Cultivating Peace in the 21st Century: The Video was created by the National Film Board of Canada (NFB) to complement and explore the themes and content found in this resource guide. The NFB is internationally acclaimed for its animated and documentary productions and has a long tradition of providing educational audio-visual materials to Canadian schools and libraries. Classroom Connections is proud to have collaborated with the NFB in this peace education initiative.
The first three segments are animated shorts without words that illustrate a variety of perspectives on the causes of conflict, violence and war. They are integrated within Lesson 2 of the resource.
NEIGHBOURS, 1952, 8 min 10 s. Selection #1: An NFB classic, this simple parable is about two neighbours whose friendly relationship turns to hatred and violence over ownership of a single flower located on the border between their properties. It is a great introduction to the causes of violence, presenting the fight for resources as an instigating factor in aggression, conflict and war.
BALABLOK, 1972, 7 min 27 s. Selection #2: Another NFB classic, this film reduces conflict to its most elemental form. Cubes oppose spheres and violence transcends reason and understanding. No dialogue or commentary is necessary. The characters' sounds and actions tell the story of socio-cultural differences forming a basis for conflict and violence.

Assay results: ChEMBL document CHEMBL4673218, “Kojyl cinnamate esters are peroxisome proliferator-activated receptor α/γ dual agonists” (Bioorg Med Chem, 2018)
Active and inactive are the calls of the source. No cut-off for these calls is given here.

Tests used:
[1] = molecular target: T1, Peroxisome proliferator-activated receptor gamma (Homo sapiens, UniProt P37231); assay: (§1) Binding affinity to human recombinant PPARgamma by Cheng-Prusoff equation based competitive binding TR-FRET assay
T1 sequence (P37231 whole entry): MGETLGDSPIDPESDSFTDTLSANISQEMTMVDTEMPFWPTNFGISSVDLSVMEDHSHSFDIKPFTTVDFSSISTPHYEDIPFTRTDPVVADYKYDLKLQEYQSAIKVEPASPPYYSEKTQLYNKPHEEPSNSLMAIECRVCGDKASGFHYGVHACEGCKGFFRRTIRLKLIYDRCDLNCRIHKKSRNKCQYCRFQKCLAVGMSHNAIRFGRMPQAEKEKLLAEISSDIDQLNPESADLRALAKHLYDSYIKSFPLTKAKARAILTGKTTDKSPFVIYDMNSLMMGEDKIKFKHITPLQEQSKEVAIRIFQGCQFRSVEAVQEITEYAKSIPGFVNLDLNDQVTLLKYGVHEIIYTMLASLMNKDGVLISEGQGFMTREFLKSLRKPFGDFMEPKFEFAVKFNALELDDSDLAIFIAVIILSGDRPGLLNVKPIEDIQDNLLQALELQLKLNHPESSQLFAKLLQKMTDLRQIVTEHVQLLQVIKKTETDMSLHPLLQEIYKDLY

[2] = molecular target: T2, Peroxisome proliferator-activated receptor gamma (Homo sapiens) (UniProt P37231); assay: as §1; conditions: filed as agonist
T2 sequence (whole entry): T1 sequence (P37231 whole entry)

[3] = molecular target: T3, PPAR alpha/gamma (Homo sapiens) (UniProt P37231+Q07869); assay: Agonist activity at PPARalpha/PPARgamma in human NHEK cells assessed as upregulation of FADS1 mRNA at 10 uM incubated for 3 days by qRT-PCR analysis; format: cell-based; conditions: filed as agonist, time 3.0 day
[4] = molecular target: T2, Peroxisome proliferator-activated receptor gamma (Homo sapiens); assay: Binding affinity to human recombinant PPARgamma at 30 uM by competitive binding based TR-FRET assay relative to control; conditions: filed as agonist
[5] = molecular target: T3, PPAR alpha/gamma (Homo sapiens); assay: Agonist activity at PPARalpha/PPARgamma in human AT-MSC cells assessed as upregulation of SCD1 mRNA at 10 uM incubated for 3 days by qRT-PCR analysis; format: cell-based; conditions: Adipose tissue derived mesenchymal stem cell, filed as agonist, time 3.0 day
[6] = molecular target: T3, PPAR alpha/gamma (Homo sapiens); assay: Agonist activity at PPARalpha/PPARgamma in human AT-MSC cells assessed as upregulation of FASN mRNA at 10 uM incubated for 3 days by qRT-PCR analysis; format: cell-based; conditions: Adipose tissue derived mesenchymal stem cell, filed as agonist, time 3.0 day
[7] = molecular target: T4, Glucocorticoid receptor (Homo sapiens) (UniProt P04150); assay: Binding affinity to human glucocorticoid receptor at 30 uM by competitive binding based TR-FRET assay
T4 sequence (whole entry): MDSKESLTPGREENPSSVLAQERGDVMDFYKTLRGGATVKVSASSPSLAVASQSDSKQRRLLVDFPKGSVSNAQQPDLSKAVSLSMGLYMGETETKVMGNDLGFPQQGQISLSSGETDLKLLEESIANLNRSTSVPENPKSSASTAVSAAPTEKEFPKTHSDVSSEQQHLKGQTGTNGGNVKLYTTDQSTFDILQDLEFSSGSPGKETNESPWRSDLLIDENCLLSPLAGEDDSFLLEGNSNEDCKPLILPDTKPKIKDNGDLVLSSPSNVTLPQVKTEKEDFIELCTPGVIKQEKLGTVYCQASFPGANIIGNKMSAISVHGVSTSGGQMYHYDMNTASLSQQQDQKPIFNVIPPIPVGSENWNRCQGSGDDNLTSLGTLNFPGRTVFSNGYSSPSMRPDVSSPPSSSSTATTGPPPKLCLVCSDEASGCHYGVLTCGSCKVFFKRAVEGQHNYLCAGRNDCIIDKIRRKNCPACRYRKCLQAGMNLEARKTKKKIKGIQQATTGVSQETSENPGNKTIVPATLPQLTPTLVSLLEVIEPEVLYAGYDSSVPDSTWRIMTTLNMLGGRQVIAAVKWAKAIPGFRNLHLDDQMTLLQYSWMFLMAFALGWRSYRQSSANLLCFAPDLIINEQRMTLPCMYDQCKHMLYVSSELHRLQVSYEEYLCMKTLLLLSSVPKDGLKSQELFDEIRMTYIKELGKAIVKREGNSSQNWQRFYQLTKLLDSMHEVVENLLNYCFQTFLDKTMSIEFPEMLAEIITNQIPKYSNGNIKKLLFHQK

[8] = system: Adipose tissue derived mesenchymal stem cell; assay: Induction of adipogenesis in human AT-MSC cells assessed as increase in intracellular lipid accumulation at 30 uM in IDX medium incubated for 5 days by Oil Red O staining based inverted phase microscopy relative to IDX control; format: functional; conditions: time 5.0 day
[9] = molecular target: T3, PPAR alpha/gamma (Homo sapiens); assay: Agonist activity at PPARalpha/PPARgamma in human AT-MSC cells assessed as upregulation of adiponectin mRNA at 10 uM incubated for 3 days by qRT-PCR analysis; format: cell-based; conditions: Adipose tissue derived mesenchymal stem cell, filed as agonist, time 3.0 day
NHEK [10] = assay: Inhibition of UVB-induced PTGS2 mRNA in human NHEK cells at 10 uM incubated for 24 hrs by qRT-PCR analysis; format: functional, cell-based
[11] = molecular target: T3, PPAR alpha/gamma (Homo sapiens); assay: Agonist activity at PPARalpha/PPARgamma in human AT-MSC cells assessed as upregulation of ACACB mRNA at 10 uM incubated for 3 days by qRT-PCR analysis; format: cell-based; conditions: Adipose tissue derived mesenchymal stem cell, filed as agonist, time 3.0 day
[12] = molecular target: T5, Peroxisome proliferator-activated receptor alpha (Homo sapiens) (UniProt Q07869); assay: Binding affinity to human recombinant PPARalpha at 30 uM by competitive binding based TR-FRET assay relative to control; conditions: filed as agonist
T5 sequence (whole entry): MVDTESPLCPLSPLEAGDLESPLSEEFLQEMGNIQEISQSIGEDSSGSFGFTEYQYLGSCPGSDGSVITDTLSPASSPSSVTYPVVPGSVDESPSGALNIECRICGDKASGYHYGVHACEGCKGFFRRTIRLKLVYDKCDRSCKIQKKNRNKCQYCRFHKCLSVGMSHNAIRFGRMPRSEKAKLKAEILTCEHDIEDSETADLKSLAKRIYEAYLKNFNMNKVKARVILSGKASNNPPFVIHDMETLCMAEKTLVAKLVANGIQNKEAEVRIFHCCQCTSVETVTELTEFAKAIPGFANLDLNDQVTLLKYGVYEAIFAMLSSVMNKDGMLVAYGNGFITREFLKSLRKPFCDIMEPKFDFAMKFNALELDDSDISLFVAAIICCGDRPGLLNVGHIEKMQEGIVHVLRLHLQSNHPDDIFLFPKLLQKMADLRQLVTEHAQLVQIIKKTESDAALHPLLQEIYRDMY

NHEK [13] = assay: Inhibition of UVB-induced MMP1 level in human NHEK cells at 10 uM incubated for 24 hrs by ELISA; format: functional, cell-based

WHEN THE DUST SETTLES, 1997, 7 min 11 s. Selection #3: This film is part of the ShowPeace series, designed to provide tools for conflict resolution. In this film, two neighbouring gophers demonstrate escalating retaliation as a cause for violence and destruction. The film succinctly illustrates how much can be lost, and how little is won, by seeking revenge.
The final feature on the video is divided into five segments to accommodate a variety of classroom timeframes and is designed to accompany Lesson 6, Taking Action. The film explores the political action surrounding the 2001 Summit of the Americas. It highlights several themes developed throughout the Module and is particularly useful in looking at the forms of social and political action introduced in this lesson. Please see Lesson 6 for details.
VIEW FROM THE SUMMIT, 2001, 75 min 15 s. Selection #4: Six thousand police fill the streets as 34 heads of state meet behind closed doors. A fence limits the tens of thousands of protesters from demonstrating in proximity to this meeting. As preparations move toward action, tension mounts on both sides of the barrier. A broad range of perspectives are represented, from protesters to police to the participants inside the Summit. This film provides a real life case study in political activism, demonstrating concepts such as diversity of tactics, violent versus non-violent protest, views of security, human rights, social justice and the strengths and weaknesses of democracy. For more background information, please visit http://www.onf.ca/viewfromthesummit/index_html.html.
The initial run of these videos was generously supported by Citizenship and Immigration Canada and Canadian Heritage. Many public libraries and educational media centres in Canada also carry these films. Additional videos can be ordered from the National Film Board. 1-800-267-7710 or on the Board's website: Click Here.